Monday, November 6, 2006

I was traveling to South Africa, and I had this 18-hour flight layover in Rome, and I wanted to see as much of it as I could. A friend of mine picked me up at the airport and began our whirlwind day by taking me to the Coliseum. As we left, we were surrounded by five or six gypsy children who started talking all at once. My friend actually told me to hang onto my stuff, which I desperately tried to do. I had my wallet in my front pants pocket as a precaution, my passport in my sport jacket, a camera bag, and an umbrella because it was raining. Those kids were good at what they did. They did everything to distract us as they tried to grab something of value. Well, my friend fended them off using his umbrella like a sword, and then we breathed a sigh of relief as we checked to see if we had everything. We had just rounded a corner when I saw this little gypsy girl - maybe five years old or so - running over the hill toward us. She was waving something blue in her hand. It was my passport. Unbeknownst to me, the kids had gotten my passport, and unbeknownst to them, this little girl had brought it back to me. It was a good thing - I wasn't about to get into South Africa without my passport!

Friday, October 6, 2006

It was the house Grandma and Granddad built with a little help from their granddaughter, who also happens to be my wife. That was over 40 years ago. Grandma and Granddad are gone, and the house has been in the hands of renters for a number of years. And the landlord, my wife's dad, lived hours away. His age and his health prevented him from keeping up with what was happening to the house and to the land around it, too. When he deeded that house to my wife and her sister, they weren't real pleased with what had happened over the years. The house was run down; the carpet was infested with bugs; various encroachments had slowly whittled away about three acres of the property, and fences had been moved. That's a long list. And nobody in the family had to do anything to accumulate this mess. All we had to do was do nothing.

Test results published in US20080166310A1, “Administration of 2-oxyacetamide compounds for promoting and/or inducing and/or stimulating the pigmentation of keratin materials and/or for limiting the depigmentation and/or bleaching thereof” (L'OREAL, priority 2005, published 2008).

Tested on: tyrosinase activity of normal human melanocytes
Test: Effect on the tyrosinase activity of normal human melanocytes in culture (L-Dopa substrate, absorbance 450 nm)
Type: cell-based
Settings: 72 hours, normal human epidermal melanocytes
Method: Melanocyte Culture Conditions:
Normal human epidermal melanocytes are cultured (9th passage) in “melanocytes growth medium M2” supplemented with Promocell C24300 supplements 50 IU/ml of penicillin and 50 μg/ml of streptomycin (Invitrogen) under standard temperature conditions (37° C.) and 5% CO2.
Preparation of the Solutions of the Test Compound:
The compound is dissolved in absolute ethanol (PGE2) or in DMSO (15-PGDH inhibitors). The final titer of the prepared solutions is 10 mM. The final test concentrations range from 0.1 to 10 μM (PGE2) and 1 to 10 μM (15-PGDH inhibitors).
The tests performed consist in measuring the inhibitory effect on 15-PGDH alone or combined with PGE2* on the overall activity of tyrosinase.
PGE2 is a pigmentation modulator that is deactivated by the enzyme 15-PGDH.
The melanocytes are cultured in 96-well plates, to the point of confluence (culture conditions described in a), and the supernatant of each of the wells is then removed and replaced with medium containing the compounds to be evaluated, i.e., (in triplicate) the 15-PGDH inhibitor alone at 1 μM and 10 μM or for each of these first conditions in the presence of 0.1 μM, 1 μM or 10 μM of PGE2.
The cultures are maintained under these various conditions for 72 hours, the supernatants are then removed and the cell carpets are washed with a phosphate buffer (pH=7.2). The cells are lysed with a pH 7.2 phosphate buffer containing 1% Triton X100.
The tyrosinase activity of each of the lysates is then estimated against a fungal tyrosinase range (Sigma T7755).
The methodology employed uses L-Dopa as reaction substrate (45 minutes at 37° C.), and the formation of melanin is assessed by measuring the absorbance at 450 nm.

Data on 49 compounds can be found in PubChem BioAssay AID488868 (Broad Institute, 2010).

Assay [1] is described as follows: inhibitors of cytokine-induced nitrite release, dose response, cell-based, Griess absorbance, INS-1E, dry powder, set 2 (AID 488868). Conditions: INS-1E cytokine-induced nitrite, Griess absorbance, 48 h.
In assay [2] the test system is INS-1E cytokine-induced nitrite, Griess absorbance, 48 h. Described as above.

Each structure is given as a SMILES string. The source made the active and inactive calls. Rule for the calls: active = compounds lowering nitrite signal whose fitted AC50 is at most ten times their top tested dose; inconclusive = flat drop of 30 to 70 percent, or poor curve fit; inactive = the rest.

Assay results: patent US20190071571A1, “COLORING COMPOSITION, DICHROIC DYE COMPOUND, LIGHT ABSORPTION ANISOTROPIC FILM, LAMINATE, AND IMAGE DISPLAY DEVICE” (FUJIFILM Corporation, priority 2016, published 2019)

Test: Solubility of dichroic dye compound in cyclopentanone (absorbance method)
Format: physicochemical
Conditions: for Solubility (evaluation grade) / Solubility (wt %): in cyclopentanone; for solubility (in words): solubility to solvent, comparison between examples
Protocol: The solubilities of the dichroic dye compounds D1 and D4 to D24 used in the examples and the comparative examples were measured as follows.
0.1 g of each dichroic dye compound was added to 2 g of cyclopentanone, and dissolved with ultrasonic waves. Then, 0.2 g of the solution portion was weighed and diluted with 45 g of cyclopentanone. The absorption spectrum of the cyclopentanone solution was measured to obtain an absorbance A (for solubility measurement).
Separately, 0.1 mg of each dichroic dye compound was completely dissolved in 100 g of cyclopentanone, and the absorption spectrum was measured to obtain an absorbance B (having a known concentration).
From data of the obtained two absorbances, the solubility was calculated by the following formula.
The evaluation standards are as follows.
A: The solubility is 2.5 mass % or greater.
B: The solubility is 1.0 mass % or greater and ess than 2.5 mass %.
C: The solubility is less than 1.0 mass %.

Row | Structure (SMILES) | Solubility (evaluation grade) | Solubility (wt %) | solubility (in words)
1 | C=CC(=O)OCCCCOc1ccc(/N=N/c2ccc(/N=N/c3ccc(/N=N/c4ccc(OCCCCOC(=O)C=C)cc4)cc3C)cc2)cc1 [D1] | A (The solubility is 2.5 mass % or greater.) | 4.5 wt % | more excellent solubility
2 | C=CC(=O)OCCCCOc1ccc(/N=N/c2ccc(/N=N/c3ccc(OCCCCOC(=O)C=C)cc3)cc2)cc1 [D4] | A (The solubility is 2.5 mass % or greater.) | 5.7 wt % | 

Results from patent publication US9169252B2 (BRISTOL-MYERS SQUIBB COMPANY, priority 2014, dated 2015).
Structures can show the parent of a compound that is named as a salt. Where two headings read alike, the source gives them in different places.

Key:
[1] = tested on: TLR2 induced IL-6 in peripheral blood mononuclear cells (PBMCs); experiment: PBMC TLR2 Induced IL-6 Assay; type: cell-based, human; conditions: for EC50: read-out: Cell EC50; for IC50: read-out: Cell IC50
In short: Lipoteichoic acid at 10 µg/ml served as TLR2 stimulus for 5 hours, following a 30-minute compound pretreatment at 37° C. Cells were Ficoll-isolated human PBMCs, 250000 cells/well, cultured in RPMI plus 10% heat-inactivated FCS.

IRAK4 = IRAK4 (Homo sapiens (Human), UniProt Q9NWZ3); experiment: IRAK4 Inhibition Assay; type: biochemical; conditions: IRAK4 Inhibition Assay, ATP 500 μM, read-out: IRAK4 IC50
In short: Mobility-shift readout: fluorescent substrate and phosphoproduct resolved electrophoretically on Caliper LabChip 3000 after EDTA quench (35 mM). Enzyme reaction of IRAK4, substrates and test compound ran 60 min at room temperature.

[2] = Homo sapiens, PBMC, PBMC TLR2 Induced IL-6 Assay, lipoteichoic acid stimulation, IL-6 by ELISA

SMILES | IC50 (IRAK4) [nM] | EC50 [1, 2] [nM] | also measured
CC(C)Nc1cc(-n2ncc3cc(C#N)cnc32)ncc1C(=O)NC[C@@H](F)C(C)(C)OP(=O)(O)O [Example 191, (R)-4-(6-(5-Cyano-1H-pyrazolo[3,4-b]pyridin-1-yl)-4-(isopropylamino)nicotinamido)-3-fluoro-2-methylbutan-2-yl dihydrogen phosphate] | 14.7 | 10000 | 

Monday, September 25, 2006

Occasionally I see that bumper sticker that says, "I brake for antique shops." I'm not a bumper sticker guy, but we could qualify for that one. I guess it depends on who's driving - my wife or me. If it's my wife, we're a lot more likely to break for an antique shop. But my wife is not so much into collecting old stuff, it's about finding items that she had as a girl growing up on a farm that had few modern conveniences. And she's got an eye for what's real and what's just a reproduction: Depression Glass, pottery, butter churns, even old violins. Take the famous Stradivarius violin - there are relatively few originals. There are a lot of copies.

Tuesday, September 19, 2006

It was a great honor to be one of the 10,000 participants at Billy Graham's Amsterdam 2000 conference for evangelists. It's pretty unforgettable to look out over an audience with Christ's ambassadors from 209 countries! The most international gathering in the history of this planet - and it was in Jesus' Name! One Great Commission challenge I just could not get out of my mind that week: almost half the world is under 25 - three billion young people! That's why I was literally moved to tears by the way this historic conference ended.

Wednesday, September 6, 2006

There's bad plaque and there's good plaque. The bad kind is that substance you hear about in toothpaste commercials that builds up on your teeth. Then there's good plaque - that's the kind we have hanging on our walls all over the house. Those are good plaques because they have different promises on them from God's Word. For example, one of the first things people have seen over the years as they've entered our home has been a plaque with Isaiah 54:13 on it. It says, "All your children will be taught of the Lord; and great will be the peace of your children." Now, that's meant an awful lot to us; we've hung onto it. Most Christian homes and churches have verses like that on display in various places. But plaques like that are meant to do more than hang on walls. They're meant to float!